A huge deficit has emerged in the pension fund covering thousands of credit union employees.
The €78m deficit is so large it has the potential to financially destabilize the sector, credit union sources say.
The shortfall increased from just €6 million in 2017. It reached €20 million in 2020, but increased to €78 million this year, due to the impact of interest rates. low interest on the scheme.
The scheme is overseen by the Irish League of Credit Unions and covers staff of that organization as well as employees of affiliated credit unions.
The shortfall will have to be made up by individual league member credit unions, it says in a memo from pension advisers to the league marked “confidential” and seen by the Irish Independent.
Now there are fears the debacle will lead to mass resignations by individual credit unions from the league, an industry representative body.
Some credit union executives are annoyed they received no warning about the rapidly deteriorating state of the regime.
They have been called into online meetings this week, with some expressing surprise at the extent of the financial mess he finds himself in.
Although the financing gap will be filled over several years, the overall cost of the rescue will have to be accounted for this year.
This was likely to push a number of credit unions into a deficit position, senior sources in the movement said.
This, in turn, could mean that their reserves are running out, which will raise huge concerns for the Central Bank, which regulates the sector.
It is understood that around 1,000 serving employees contribute, with another 1,000 members of the scheme made up of retired staff and those who have not yet retired but have changed jobs.
It is a defined benefit plan, which means that employees are promised a fixed pension based on their years of service and final salary.
These programs are being phased out because they are extremely expensive to fund.
The huge deficit in the Republic of Ireland’s Irish Credit Union League pension scheme has prompted panicked members of the league’s board to call in experts from PwC to outline options for coping to the regime’s black hole and how to finance it.
It is so heavily in the red that PwC has recommended that from next month it be closed to new members, and that no new pension benefits be paid to existing staff, who will transfer to a different scheme.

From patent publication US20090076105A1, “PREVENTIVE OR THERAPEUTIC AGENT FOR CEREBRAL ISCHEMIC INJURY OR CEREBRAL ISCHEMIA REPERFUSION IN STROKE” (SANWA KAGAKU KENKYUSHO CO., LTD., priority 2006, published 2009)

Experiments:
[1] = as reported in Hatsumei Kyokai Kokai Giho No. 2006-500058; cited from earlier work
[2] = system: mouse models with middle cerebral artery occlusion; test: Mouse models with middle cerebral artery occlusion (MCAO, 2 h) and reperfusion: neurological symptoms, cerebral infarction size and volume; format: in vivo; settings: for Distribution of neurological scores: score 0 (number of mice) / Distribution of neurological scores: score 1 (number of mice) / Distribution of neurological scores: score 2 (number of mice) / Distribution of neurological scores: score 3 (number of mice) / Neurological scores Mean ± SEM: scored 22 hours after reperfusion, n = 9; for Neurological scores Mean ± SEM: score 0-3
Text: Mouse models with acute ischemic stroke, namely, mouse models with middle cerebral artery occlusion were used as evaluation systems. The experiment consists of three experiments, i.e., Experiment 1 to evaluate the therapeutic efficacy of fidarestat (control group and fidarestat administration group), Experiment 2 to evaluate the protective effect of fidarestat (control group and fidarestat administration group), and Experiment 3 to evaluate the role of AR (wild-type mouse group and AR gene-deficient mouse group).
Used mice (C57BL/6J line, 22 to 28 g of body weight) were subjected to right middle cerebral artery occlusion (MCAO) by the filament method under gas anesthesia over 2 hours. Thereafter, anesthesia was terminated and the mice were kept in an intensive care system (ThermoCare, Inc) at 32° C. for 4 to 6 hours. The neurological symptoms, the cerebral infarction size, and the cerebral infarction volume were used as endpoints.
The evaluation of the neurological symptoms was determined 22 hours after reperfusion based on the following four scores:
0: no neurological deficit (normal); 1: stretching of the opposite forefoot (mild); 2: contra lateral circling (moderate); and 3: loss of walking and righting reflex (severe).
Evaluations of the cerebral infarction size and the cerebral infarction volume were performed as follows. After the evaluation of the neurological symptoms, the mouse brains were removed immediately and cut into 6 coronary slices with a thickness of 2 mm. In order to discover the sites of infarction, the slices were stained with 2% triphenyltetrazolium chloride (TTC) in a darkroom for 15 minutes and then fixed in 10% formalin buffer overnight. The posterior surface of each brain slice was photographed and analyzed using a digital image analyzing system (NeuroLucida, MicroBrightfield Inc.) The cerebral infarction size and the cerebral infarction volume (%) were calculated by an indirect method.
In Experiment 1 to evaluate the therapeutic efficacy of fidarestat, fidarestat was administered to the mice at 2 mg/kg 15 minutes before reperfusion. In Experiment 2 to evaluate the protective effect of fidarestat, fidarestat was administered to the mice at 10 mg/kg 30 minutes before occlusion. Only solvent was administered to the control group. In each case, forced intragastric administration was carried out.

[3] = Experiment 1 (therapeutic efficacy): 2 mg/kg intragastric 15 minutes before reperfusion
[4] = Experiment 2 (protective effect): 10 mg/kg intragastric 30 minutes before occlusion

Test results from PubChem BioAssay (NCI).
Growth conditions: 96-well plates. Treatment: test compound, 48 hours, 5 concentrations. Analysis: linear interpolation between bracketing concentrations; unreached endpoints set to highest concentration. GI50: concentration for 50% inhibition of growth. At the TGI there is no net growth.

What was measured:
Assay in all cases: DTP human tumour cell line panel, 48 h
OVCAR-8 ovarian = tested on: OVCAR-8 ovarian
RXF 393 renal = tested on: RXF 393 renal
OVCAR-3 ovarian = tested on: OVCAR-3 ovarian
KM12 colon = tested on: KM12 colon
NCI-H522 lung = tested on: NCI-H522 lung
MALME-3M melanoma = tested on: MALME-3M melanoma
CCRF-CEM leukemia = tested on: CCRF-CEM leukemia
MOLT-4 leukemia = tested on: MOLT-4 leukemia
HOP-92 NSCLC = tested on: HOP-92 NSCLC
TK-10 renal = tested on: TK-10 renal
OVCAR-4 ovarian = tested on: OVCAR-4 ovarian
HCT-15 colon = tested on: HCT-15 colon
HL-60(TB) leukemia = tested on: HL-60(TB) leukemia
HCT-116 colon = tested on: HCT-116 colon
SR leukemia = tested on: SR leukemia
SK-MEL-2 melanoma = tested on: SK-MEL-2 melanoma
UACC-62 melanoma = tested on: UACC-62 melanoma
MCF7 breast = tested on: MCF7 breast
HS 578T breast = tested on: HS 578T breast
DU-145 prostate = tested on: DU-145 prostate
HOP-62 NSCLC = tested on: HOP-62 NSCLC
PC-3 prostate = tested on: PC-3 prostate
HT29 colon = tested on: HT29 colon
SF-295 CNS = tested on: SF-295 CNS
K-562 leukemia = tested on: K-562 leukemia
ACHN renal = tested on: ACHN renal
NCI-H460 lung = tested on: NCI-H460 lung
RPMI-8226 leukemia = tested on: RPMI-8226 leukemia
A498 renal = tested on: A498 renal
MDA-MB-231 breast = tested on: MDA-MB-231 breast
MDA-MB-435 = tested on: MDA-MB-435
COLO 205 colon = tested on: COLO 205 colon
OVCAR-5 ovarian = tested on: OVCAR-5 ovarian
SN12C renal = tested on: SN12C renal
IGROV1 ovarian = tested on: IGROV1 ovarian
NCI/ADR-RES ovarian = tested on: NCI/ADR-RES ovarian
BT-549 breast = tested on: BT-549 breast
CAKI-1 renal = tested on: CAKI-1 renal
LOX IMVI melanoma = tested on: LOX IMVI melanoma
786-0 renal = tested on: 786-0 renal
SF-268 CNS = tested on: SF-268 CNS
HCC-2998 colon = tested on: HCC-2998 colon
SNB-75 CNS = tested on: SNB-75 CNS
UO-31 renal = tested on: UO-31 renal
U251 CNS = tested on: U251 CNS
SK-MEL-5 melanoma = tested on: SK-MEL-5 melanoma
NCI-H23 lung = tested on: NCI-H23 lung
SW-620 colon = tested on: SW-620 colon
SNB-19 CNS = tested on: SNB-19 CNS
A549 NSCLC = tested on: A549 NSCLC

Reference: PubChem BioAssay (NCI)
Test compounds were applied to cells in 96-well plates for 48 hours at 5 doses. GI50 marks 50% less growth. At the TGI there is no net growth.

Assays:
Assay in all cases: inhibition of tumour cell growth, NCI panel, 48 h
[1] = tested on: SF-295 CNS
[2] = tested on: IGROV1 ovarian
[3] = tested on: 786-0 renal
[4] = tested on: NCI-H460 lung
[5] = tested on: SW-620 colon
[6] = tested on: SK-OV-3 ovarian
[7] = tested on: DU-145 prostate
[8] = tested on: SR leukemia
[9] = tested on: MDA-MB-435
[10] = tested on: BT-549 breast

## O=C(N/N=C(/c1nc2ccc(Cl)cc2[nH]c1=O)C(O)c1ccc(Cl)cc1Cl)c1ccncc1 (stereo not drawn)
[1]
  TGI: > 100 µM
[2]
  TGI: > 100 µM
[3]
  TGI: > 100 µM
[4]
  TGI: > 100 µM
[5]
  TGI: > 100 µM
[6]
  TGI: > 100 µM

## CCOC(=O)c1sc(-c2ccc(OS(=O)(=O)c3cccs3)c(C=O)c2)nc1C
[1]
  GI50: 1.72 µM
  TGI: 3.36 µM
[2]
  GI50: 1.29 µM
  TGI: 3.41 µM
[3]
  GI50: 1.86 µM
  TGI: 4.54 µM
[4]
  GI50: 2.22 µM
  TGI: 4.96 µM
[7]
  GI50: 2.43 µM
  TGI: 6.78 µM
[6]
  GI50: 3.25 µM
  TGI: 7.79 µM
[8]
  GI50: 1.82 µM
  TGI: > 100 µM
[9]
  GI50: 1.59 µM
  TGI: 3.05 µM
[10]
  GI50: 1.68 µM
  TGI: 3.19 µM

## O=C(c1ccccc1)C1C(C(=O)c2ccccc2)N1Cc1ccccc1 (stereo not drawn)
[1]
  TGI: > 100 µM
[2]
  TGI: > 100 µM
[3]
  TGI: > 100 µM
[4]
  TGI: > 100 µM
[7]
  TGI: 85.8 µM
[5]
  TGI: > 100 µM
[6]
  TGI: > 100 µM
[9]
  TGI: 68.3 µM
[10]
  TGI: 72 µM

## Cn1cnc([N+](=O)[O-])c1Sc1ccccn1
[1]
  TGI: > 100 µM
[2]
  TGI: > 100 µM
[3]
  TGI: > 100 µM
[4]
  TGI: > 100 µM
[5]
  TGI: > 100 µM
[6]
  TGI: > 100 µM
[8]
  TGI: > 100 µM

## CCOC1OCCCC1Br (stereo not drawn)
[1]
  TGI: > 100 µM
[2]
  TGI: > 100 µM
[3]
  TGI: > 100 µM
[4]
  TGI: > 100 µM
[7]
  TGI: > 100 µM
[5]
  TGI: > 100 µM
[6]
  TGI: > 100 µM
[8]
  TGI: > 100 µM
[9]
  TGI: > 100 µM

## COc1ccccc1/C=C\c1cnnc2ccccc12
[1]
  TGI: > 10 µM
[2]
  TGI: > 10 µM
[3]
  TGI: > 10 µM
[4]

Staff should be informed in the next few days that they will be transferred to a defined contribution plan. The league stressed that the bailout would protect benefits staff had accrued in the past.
Munro O’Dwyer, a partner at consultancy PwC, was called in to carry out an urgent review of the program.
A memo he produced for the league board, seen by this publication, warned the program was likely to become unaffordable and unsustainable.
“If left unchecked, the cost increases risked becoming unaffordable for a number of credit unions, and of most concern was that there was clear potential for DB sustainability. [defined-benefit] plan itself under pressure,” the memo reads.
Its memo recommends that starting next month, individual credit unions be required to start covering the shortfall, calculated in monetary amounts rather than as a percentage of employee salaries.
The amount of these contributions will be determined by the plan’s actuary.
About 100 credit unions and league staff are part of the program after a number of credit unions pulled out in recent years due to funding charges.
The contribution level was 33.2% of each staff member’s salary.
The Irish League of Credit Unions said it was not alone in switching from a defined benefit scheme to a defined contribution scheme.
Subject to the agreement of the administrators of the defined benefit plan, from March 1, current active members of the defined benefit plan will receive pension benefits on a defined contribution basis, it said.
“It should be noted that a significant number of individual credit unions have already made this decision with respect to their employees,” he added.
Pension benefits accrued in the plan will continue to be funded by the league and individual credit unions.
This change, when implemented, will put in place sustainable funding mechanisms for the plan.
The league said it recognizes this is a change for active members of the program and has put in place support and guidance measures for those affected throughout the process. change.
The league said it had engaged with the Central Bank of Ireland and would continue to share detailed and final calculations with regulator as they became available.